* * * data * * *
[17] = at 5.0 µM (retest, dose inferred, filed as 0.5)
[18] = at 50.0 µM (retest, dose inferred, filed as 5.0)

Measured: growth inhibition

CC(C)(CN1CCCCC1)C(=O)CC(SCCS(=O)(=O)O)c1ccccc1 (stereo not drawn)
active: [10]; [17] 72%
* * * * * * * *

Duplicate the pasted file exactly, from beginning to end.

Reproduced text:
[17] = at 5.0 µM (retest, dose inferred, filed as 0.5)
[18] = at 50.0 µM (retest, dose inferred, filed as 5.0)

Measured: growth inhibition

CC(C)(CN1CCCCC1)C(=O)CC(SCCS(=O)(=O)O)c1ccccc1 (stereo not drawn)
active: [10]; [17] 72%